Shelley

Shelley

In 1822 Shelley's intense life was cut short by an accident: while sailing near Livorno, he was drowned during a storm. Shelley's grave is in the Protestant cemetery in Rome.

 

Shelley’s themes

Almost all works by Shelley show his restless spirit, his refusal of social conventions, political oppression and any form of tyranny, and his faith in a better future. At times the emotional extremes present in his verse become excessive, and modern critics have accused him of immature narcissism. However, if his works display a certain lack or finish, it must he put down to his passionate character. Less disciplined and methodical than Wordsworth or Coleridge, he remains nevertheless a poet or great conviction and powerful musicality; and the author of some of the finest lyric poetry in English Literature. Shelley believed strongly in the principles of freedom and love, which he regarded as remedies for the shortcomings and evils or society. Through love he believed man could overcome any political, moral and social conventions.

His idealism

Shelley's rejection or conventional modes of thinking led to a ceaseless search far new ideals, and he embraced the theories of Godwin and nco-Platonism. He partly altered Godwin's theories, whose materialism became a hope in the moral freedom or man and a religious pantheism, and whose anarchical egoism was turned into a humanitarian brotherhood. From Plato he derived his mystical and intellectual belief in a society ruled by ethics and wisdom; moreover, he absorbed the idea of reality, as an illusory image of the true reality or eternity, and of an idealistic pantheism. lf a divine spirit illuminates matter; it is love and sympathy that create the intimate fusion within the matter, that is, the nature and the human mind.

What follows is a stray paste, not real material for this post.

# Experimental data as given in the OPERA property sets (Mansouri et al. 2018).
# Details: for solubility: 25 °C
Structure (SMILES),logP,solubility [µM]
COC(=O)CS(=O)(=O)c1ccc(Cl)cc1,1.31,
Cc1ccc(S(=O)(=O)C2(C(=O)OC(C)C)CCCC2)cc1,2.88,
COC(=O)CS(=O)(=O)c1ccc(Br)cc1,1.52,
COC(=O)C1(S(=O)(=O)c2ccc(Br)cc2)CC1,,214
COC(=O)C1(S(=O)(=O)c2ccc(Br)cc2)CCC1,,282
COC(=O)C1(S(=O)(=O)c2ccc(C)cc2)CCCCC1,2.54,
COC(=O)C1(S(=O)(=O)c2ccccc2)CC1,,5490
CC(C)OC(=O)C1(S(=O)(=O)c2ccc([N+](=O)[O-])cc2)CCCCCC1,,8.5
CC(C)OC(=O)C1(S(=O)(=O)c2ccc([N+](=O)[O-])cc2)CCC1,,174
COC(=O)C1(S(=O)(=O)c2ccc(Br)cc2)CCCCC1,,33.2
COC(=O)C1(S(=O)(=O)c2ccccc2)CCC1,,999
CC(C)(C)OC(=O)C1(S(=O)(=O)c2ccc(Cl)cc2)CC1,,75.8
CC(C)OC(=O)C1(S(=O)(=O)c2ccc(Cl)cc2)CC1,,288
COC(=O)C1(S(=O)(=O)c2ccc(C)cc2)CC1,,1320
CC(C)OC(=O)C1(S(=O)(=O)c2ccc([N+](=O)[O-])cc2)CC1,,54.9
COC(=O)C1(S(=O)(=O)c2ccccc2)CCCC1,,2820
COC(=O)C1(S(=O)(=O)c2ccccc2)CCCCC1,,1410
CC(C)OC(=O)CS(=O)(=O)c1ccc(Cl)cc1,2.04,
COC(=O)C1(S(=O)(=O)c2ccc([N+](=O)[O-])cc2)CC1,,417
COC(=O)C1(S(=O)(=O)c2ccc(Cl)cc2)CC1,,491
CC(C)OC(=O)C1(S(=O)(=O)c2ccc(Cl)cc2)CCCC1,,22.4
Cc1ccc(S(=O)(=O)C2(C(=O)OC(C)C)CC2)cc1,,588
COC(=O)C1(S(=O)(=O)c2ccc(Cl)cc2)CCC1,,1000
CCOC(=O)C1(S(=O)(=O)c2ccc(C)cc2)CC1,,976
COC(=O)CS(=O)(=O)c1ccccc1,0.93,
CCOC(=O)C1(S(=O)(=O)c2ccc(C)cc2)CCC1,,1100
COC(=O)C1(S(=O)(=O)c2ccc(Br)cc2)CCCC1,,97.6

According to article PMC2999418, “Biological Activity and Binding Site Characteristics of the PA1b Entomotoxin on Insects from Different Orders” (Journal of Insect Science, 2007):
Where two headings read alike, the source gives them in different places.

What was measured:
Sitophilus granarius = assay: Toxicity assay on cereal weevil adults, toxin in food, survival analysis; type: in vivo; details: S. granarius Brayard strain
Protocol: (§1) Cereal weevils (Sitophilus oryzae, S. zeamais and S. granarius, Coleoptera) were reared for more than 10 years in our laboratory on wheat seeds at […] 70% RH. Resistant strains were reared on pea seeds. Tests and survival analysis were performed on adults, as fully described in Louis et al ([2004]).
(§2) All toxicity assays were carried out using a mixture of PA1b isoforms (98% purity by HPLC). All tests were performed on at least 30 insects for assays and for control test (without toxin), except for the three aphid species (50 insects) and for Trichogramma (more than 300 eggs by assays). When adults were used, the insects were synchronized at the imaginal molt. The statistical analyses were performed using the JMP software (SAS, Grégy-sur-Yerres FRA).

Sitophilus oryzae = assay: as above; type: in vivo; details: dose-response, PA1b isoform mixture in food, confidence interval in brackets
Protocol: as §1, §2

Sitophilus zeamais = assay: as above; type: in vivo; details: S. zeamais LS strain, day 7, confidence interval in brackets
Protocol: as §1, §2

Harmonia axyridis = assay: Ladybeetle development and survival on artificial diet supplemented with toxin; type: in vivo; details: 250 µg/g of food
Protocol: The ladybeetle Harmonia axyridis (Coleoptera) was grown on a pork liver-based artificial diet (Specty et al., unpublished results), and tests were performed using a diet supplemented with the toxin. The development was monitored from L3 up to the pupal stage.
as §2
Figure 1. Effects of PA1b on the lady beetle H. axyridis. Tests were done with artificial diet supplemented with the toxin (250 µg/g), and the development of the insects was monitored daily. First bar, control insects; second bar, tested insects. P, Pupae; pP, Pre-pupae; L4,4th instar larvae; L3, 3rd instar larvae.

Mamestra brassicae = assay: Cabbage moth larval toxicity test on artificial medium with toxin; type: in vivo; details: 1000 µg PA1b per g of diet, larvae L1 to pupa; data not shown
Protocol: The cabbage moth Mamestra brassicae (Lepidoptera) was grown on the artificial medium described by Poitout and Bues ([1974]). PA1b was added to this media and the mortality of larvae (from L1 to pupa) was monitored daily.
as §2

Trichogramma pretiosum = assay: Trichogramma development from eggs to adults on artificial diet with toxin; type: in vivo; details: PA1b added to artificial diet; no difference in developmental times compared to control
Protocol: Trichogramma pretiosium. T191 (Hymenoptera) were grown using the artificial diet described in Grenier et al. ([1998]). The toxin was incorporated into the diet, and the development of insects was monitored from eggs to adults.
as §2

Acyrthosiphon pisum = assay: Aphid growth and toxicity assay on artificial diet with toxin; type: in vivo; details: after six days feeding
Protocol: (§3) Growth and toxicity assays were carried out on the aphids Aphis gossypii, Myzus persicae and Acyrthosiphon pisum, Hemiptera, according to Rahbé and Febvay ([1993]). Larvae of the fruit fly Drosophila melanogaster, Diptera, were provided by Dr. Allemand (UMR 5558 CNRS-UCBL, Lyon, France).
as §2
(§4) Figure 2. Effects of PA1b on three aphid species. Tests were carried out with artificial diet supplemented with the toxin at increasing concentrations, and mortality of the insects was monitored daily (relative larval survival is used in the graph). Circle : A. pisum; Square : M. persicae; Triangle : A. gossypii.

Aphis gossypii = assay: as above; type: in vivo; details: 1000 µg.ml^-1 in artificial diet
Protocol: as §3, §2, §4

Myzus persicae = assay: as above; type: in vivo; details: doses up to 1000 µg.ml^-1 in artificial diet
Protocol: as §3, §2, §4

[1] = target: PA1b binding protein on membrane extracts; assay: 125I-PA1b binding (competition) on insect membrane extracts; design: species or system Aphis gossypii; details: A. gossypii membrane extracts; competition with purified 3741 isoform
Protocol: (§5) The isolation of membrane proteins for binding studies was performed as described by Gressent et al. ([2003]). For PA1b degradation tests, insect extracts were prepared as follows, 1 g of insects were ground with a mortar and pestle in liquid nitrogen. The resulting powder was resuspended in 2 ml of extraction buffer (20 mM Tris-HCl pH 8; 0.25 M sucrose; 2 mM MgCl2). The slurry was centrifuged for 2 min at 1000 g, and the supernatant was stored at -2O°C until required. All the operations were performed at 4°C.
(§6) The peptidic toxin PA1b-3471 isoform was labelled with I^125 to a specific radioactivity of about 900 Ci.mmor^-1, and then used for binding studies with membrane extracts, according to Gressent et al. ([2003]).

The role of imagination

Shelley's belief in nature and the function of poetry is mainly expressed in his essay. A Defence of Poetry consists of an exalted defence or poetry as the expression of imagination - endowed with a moral essence - and understood as revolutionary creativity; seriously meant to change reality. Shelley's reality, however, shows itself to be stronger than the ideal and desire, and his world refuses to change. The poet, therefore, is bound lo suffer and isolates himself from the rest of the world, projecting himself into a better future and hiding beneath a mask of stubborn hope.

The poet's task

The poet for Shelley, as well as for Byron, is at the same time a prophet and a Titan challenging the cosmos; his task is to help mankind to reach an idea world where freedom, love and beauty are delivered from their enemies, such as tyranny; destruction, alienation.

Nature

The nature Shelley describes is not the real world of Wordsworth's poems, but a beautiful veil that hides the eternal truth of the Divine Spirit. His approach to nature is also instrumental, since it provides him with images, such as the wind, the clouds, the skylark, and symbols far the creation of his cosmic schemes. Finally nature represents the favourite refuge from the disappointment and injustice of the ordinary world and the interlocutor or his melancholy dreams and of his hopes for a better future.

His style

Shelley's verse covers a wide range of metric and stanzaic forms. He was a master of traditional verse forms such as the Spenserian stanza, the couplet, blank verse and Dante's terza rima; he moved from the political ballad to the classical elegy; but is best remembered for his short lyric poetry.

To the moon

Art thou pale for weariness
Of climbing heaven and gazing on the earth,
Wandering companionless
Among the stars that have a different birth,
And ever changing, like a joyless eye
That finds no object worth its constancy?